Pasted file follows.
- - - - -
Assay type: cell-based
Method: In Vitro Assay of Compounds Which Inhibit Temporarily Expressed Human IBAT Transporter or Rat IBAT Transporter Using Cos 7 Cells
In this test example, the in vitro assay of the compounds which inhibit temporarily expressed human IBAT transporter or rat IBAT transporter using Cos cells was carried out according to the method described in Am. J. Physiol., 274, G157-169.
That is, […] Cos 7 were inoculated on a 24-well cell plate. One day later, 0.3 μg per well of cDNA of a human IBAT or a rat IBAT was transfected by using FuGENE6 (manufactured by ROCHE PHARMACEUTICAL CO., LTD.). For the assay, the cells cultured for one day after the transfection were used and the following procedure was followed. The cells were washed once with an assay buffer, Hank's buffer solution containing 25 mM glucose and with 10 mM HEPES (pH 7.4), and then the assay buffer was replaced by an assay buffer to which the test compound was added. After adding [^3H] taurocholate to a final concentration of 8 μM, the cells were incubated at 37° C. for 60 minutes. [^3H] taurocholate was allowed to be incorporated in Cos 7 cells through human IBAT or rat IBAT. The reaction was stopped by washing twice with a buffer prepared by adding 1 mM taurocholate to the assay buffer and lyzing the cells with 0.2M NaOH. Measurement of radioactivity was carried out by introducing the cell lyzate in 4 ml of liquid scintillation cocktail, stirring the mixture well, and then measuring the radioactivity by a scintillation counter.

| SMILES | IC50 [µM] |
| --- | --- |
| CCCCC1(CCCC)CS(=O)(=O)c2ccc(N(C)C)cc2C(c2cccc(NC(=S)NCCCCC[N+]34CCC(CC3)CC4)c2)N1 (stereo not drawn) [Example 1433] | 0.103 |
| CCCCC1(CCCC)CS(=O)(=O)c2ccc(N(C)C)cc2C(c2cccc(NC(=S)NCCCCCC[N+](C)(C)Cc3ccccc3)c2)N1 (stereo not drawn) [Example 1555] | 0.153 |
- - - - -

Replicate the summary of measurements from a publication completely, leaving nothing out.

Assay type: cell-based
Method: In Vitro Assay of Compounds Which Inhibit Temporarily Expressed Human IBAT Transporter or Rat IBAT Transporter Using Cos 7 Cells
In this test example, the in vitro assay of the compounds which inhibit temporarily expressed human IBAT transporter or rat IBAT transporter using Cos cells was carried out according to the method described in Am. J. Physiol., 274, G157-169.
That is, […] Cos 7 were inoculated on a 24-well cell plate. One day later, 0.3 μg per well of cDNA of a human IBAT or a rat IBAT was transfected by using FuGENE6 (manufactured by ROCHE PHARMACEUTICAL CO., LTD.). For the assay, the cells cultured for one day after the transfection were used and the following procedure was followed. The cells were washed once with an assay buffer, Hank's buffer solution containing 25 mM glucose and with 10 mM HEPES (pH 7.4), and then the assay buffer was replaced by an assay buffer to which the test compound was added. After adding [^3H] taurocholate to a final concentration of 8 μM, the cells were incubated at 37° C. for 60 minutes. [^3H] taurocholate was allowed to be incorporated in Cos 7 cells through human IBAT or rat IBAT. The reaction was stopped by washing twice with a buffer prepared by adding 1 mM taurocholate to the assay buffer and lyzing the cells with 0.2M NaOH. Measurement of radioactivity was carried out by introducing the cell lyzate in 4 ml of liquid scintillation cocktail, stirring the mixture well, and then measuring the radioactivity by a scintillation counter.

| SMILES | IC50 [µM] |
| --- | --- |
| CCCCC1(CCCC)CS(=O)(=O)c2ccc(N(C)C)cc2C(c2cccc(NC(=S)NCCCCC[N+]34CCC(CC3)CC4)c2)N1 (stereo not drawn) [Example 1433] | 0.103 |
| CCCCC1(CCCC)CS(=O)(=O)c2ccc(N(C)C)cc2C(c2cccc(NC(=S)NCCCCCC[N+](C)(C)Cc3ccccc3)c2)N1 (stereo not drawn) [Example 1555] | 0.153 |